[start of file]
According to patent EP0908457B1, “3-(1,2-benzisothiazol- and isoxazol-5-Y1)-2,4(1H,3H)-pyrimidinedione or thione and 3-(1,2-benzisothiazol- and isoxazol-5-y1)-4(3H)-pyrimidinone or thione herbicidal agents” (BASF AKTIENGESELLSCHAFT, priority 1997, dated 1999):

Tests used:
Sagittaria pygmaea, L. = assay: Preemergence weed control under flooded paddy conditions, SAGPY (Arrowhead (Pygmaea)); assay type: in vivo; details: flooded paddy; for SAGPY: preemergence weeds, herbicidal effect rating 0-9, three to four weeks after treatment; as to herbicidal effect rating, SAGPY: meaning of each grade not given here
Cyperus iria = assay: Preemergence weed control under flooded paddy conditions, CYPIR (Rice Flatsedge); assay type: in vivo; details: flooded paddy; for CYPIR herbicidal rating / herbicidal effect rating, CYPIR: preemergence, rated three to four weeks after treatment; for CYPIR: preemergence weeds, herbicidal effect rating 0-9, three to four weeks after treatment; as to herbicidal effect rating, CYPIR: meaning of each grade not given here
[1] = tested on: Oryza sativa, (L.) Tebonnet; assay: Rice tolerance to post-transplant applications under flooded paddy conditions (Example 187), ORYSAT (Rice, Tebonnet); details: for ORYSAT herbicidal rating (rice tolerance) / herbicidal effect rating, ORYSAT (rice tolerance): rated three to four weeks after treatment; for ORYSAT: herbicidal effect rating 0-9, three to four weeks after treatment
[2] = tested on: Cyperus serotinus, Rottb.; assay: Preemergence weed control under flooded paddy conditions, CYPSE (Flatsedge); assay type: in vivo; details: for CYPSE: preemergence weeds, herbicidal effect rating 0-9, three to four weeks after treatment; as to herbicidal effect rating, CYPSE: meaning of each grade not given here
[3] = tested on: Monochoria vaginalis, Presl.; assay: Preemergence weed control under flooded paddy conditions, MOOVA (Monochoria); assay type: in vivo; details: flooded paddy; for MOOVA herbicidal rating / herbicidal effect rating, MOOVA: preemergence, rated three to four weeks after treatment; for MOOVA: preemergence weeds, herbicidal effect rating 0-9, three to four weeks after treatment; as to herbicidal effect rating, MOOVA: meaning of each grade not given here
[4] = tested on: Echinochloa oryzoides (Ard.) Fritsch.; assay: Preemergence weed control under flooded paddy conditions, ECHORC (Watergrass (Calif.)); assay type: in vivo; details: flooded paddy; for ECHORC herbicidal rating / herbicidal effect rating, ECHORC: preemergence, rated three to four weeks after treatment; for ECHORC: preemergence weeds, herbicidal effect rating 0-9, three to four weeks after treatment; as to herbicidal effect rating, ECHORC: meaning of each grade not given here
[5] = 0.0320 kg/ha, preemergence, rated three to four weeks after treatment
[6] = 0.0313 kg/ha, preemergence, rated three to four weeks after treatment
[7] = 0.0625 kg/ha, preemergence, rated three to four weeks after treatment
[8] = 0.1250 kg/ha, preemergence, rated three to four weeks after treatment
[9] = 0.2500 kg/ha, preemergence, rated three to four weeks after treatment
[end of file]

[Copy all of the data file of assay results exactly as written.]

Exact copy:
According to patent EP0908457B1, “3-(1,2-benzisothiazol- and isoxazol-5-Y1)-2,4(1H,3H)-pyrimidinedione or thione and 3-(1,2-benzisothiazol- and isoxazol-5-y1)-4(3H)-pyrimidinone or thione herbicidal agents” (BASF AKTIENGESELLSCHAFT, priority 1997, dated 1999):

Tests used:
Sagittaria pygmaea, L. = assay: Preemergence weed control under flooded paddy conditions, SAGPY (Arrowhead (Pygmaea)); assay type: in vivo; details: flooded paddy; for SAGPY: preemergence weeds, herbicidal effect rating 0-9, three to four weeks after treatment; as to herbicidal effect rating, SAGPY: meaning of each grade not given here
Cyperus iria = assay: Preemergence weed control under flooded paddy conditions, CYPIR (Rice Flatsedge); assay type: in vivo; details: flooded paddy; for CYPIR herbicidal rating / herbicidal effect rating, CYPIR: preemergence, rated three to four weeks after treatment; for CYPIR: preemergence weeds, herbicidal effect rating 0-9, three to four weeks after treatment; as to herbicidal effect rating, CYPIR: meaning of each grade not given here
[1] = tested on: Oryza sativa, (L.) Tebonnet; assay: Rice tolerance to post-transplant applications under flooded paddy conditions (Example 187), ORYSAT (Rice, Tebonnet); details: for ORYSAT herbicidal rating (rice tolerance) / herbicidal effect rating, ORYSAT (rice tolerance): rated three to four weeks after treatment; for ORYSAT: herbicidal effect rating 0-9, three to four weeks after treatment
[2] = tested on: Cyperus serotinus, Rottb.; assay: Preemergence weed control under flooded paddy conditions, CYPSE (Flatsedge); assay type: in vivo; details: for CYPSE: preemergence weeds, herbicidal effect rating 0-9, three to four weeks after treatment; as to herbicidal effect rating, CYPSE: meaning of each grade not given here
[3] = tested on: Monochoria vaginalis, Presl.; assay: Preemergence weed control under flooded paddy conditions, MOOVA (Monochoria); assay type: in vivo; details: flooded paddy; for MOOVA herbicidal rating / herbicidal effect rating, MOOVA: preemergence, rated three to four weeks after treatment; for MOOVA: preemergence weeds, herbicidal effect rating 0-9, three to four weeks after treatment; as to herbicidal effect rating, MOOVA: meaning of each grade not given here
[4] = tested on: Echinochloa oryzoides (Ard.) Fritsch.; assay: Preemergence weed control under flooded paddy conditions, ECHORC (Watergrass (Calif.)); assay type: in vivo; details: flooded paddy; for ECHORC herbicidal rating / herbicidal effect rating, ECHORC: preemergence, rated three to four weeks after treatment; for ECHORC: preemergence weeds, herbicidal effect rating 0-9, three to four weeks after treatment; as to herbicidal effect rating, ECHORC: meaning of each grade not given here
[5] = 0.0320 kg/ha, preemergence, rated three to four weeks after treatment
[6] = 0.0313 kg/ha, preemergence, rated three to four weeks after treatment
[7] = 0.0625 kg/ha, preemergence, rated three to four weeks after treatment
[8] = 0.1250 kg/ha, preemergence, rated three to four weeks after treatment
[9] = 0.2500 kg/ha, preemergence, rated three to four weeks after treatment